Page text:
Dear Emuna,

My sister-in-law’s brother is getting married this summer. Of course, I’m happy for them but I don’t know him very well and I don’t think I’ll know anyone at the wedding other than my husband and my sister-in-law, who will obviously be busy with her family.

The wedding hall is about an hour from our house and between the babysitter, the tolls and the gas, this will be an expensive venture. Additionally, it will be hours and hours of “unproductive” time. I’d really like to just stay home but I don’t want to disappoint my husband or my sister-in-law. I also don’t want to appear curmudgeonly. What do you suggest?

Wedding Weary

Dear Wedding Weary,

You had me until I saw how you signed your letter. It’s not that I’m not empathic. It can be overwhelming - physically, emotionally, financially - to go out too frequently at night. The house suffers. The kids and their homework suffer. It’s just plain draining. But it is also a simcha, a joyous occasion and I think that we should never complain about the opportunity to participate in a simcha.

I don’t want to be melodramatic but I just imagine what people during the Holocaust would have given for the opportunity to add just one wedding, let alone a whole neighborhood’s worth. In addition, we need to remember how we felt at our own celebrations, how important it was to us to have our friends and family come and share the occasion with us.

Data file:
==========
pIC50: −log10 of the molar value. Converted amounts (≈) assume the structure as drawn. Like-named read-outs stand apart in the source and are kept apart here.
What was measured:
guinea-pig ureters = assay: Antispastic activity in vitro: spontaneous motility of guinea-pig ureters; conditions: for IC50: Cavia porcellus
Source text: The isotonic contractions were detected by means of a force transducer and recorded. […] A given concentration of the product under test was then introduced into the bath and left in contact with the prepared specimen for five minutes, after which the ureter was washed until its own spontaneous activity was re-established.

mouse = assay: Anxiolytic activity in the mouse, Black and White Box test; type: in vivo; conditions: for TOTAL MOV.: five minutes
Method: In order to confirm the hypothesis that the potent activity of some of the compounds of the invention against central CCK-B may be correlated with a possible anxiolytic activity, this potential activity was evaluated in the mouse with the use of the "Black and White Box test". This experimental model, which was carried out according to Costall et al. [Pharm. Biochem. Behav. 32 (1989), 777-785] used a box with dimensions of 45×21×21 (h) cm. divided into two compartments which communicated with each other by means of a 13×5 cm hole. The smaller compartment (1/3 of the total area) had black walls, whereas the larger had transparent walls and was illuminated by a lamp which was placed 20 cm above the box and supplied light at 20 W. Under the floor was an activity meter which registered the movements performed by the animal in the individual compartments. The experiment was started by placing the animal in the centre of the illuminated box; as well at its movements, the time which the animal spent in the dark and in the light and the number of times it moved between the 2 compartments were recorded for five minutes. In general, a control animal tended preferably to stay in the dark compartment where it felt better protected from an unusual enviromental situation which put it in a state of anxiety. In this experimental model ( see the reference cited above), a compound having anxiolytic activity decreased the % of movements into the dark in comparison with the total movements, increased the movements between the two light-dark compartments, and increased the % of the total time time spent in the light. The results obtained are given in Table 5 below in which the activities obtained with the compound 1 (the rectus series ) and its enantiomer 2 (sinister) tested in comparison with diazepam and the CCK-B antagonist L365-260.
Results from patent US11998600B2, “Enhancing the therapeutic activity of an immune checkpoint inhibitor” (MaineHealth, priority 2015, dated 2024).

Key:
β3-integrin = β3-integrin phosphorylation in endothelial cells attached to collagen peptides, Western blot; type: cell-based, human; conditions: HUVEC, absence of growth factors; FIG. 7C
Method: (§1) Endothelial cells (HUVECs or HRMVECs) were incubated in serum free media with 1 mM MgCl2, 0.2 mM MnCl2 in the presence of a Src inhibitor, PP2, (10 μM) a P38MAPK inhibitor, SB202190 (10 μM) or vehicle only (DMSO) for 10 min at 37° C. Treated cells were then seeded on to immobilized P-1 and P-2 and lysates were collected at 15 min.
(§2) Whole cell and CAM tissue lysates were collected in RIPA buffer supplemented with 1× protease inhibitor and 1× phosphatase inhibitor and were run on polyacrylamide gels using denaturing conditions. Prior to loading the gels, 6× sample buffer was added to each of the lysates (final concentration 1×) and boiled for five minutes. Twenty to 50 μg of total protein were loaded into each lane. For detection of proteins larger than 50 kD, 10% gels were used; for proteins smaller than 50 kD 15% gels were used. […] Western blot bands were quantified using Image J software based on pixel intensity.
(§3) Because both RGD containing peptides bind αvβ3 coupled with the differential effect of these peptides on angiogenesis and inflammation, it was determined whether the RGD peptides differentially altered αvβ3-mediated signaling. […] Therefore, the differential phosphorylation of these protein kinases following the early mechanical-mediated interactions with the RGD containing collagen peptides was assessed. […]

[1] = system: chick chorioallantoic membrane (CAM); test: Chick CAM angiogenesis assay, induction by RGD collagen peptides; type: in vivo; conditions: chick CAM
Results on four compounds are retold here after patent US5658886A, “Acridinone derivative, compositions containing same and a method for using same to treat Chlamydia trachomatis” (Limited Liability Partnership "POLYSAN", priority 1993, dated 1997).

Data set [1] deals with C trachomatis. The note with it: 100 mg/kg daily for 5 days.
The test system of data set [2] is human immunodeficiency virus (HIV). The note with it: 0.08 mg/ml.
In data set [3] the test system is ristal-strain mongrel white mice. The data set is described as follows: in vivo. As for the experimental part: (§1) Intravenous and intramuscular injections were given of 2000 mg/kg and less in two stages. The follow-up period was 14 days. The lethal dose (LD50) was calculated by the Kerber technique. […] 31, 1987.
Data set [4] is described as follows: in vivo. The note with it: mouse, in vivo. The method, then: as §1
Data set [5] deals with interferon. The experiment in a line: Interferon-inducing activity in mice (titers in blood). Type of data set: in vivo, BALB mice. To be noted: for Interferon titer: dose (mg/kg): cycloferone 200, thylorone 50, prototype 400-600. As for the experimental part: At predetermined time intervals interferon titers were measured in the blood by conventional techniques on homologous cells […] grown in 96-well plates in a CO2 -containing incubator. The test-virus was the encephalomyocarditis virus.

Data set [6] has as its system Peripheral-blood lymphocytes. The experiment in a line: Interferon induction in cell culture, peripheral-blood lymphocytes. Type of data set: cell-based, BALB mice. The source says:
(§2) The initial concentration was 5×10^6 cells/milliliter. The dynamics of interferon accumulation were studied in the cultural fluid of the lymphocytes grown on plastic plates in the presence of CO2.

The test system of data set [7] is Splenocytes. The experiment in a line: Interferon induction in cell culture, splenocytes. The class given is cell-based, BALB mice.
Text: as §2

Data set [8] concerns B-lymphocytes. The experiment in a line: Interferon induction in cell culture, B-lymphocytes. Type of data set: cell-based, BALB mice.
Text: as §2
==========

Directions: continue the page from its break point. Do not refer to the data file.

We want to give that gift to others. And we want to be grateful that we live in a time and a community where such celebrations are frequent.

One possible solution that covers the issues mentioned and the tremendous time drain is to try to curtail the amount of time spent at the wedding. Instead of attending from the chuppah through dessert, it's possible to go for a much shorter time span - for just the chuppah or the first dance or...well of course that’s up to you. It doesn’t alleviate all your issues but it does reduce the frustration over wasted time as well as a significant portion of the expense.

It is definitely difficult standing around at a wedding waiting for the bride and groom to come out for the first dance but remember that each family and each couple have their own separate story. Each one of them has challenges they conquered and faced that led to this moment and we want to help them celebrate this effort. It is a big mitzvah to participate in the joy of another. If we really put ourselves in their shoes we would be so overwhelmed with joy, we wouldn’t even consider not attending.

Even in our most frustrated and overwhelmed moments, we need to remind ourselves how lucky we are to live in a flourishing community where simchas are so commonplace. They are not a cause for frustration; they are an opportunity for rejoicing.